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Signed-off-by: Srikar Ganti <srikarsganti@gmail.com>

## Description



## Why is this needed



Fixes: #

## How Has This Been Tested?





## How are existing users impacted? What migration steps/scripts do we need?





## Checklist:

I have:

- [ ] updated the documentation and/or roadmap (if required)
- [ ] added unit or e2e tests
- [ ] provided instructions on how to upgrade
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Tinkerbell

Build Status codecov CII Best Practices

This repository is Experimental meaning that it's based on untested ideas or techniques and not yet established or finalized or involves a radically new and innovative style! This means that support is best effort (at best!) and we strongly encourage you to NOT use this in production.

License

Tinkerbell is licensed under the Apache License, Version 2.0. See LICENSE for the full license text. Some of the projects used by the Tinkerbell project may be governed by a different license, please refer to its specific license.

Tinkerbell is part of the CNCF Projects.

CNCF

Community

The Tinkerbell community meets bi-weekly on Tuesday. The meeting details can be found here.

Community Resources:

What's Powering Tinkerbell?

The Tinkerbell stack consists of several microservices, and a gRPC API:

Tink

Tink is the short-hand name for the tink-server, tink-worker, and tink-cli. tink-worker and tink-server communicate over gRPC, and are responsible for processing workflows. The CLI is the user-interactive piece for creating workflows and their building blocks, templates and hardware data.

Boots

Boots is Tinkerbell's DHCP server. It handles DHCP requests, hands out IPs, and serves up iPXE. It uses the Tinkerbell client to pull and push hardware data. It only responds to a predefined set of MAC addresses so it can be deployed in an existing network without interfering with existing DHCP infrastructure.

Hegel

Hegel is the metadata service used by Tinkerbell and OSIE. It collects data from both and transforms it into a JSON format to be consumed as metadata.

OSIE

OSIE is Tinkerbell's default an in-memory installation environment for bare metal. It installs operating systems and handles deprovisioning.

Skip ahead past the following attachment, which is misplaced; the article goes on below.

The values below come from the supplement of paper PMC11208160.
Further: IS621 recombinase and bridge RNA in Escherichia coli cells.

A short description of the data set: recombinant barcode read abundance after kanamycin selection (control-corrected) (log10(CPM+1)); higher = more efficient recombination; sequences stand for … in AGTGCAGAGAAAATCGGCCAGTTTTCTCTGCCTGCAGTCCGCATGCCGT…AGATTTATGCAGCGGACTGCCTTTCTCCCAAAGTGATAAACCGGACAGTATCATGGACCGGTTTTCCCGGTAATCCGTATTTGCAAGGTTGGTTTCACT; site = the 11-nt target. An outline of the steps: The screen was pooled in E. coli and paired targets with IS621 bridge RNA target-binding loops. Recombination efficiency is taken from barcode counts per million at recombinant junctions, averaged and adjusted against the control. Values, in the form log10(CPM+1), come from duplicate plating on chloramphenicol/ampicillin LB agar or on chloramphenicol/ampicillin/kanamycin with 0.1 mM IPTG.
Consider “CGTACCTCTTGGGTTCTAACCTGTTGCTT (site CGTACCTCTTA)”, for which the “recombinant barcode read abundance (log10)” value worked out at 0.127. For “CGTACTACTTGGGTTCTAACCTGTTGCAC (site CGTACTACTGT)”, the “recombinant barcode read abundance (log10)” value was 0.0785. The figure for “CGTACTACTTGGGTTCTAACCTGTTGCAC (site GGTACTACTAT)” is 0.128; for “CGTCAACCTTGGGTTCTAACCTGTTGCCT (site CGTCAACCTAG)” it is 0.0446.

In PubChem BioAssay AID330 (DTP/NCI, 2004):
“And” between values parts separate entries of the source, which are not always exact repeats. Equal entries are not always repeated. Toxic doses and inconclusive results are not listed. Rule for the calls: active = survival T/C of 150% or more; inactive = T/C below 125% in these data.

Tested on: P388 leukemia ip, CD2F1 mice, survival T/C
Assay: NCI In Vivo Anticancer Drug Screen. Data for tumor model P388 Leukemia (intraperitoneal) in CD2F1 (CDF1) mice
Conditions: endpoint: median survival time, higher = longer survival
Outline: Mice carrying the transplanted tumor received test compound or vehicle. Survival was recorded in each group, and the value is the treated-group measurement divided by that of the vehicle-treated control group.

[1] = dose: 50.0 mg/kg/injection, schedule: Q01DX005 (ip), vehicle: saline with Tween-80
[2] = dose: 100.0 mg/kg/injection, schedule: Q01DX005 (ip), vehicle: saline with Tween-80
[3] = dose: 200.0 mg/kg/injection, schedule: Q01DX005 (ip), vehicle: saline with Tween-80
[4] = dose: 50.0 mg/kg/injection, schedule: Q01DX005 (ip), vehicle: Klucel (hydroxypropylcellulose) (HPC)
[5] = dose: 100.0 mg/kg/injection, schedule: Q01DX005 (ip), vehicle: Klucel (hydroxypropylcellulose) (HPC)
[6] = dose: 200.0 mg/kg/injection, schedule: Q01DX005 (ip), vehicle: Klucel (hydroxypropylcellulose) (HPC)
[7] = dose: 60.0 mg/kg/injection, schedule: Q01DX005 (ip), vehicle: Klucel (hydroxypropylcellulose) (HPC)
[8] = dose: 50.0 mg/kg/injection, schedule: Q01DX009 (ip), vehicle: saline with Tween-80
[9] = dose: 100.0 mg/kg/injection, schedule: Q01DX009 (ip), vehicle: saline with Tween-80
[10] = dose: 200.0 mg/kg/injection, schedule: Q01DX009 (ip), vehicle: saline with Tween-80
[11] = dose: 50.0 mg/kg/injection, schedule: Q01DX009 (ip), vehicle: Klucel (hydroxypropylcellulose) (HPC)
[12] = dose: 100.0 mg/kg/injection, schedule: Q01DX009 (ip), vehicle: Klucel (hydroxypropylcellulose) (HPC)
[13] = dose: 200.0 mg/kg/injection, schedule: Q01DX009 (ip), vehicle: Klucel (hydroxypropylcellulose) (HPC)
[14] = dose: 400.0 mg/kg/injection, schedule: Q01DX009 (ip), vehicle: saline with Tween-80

Hook

Hook is the newly introduced alternative to OSIE. It's the next iteration of the in-memory installation environment to handle operating system installation and deprovisioning.

PBnJ

PBnJ is an optional microservice that can communicate with baseboard management controllers (BMCs) to control power and boot settings.

Building

Use make help. The most interesting targets are make all (or just make) and make images. make all builds all the binaries for your host OS and CPU to enable running directly. make images will build all the binaries for Linux/x86_64 and build docker images with them.

Configuring OpenTelemetry

Rather than adding a bunch of command line options or a config file, OpenTelemetry is configured via environment variables. The most relevant ones are below, for others see https://github.com/equinix-labs/otel-init-go

Currently this is just for tracing, metrics needs to be discussed with the community.

Env Variable Required Default
OTEL_EXPORTER_OTLP_ENDPOINT n localhost
OTEL_EXPORTER_OTLP_INSECURE n false
OTEL_LOG_LEVEL n info

To work with a local opentelemetry-collector, try the following. For examples of how to set up the collector to relay to various services take a look at otel-cli

export OTEL_EXPORTER_OTLP_ENDPOINT=localhost:4317
export OTEL_EXPORTER_OTLP_INSECURE=true
./cmd/tink-server/tink-server <stuff>

Website

For complete documentation, please visit the Tinkerbell project hosted at tinkerbell.org.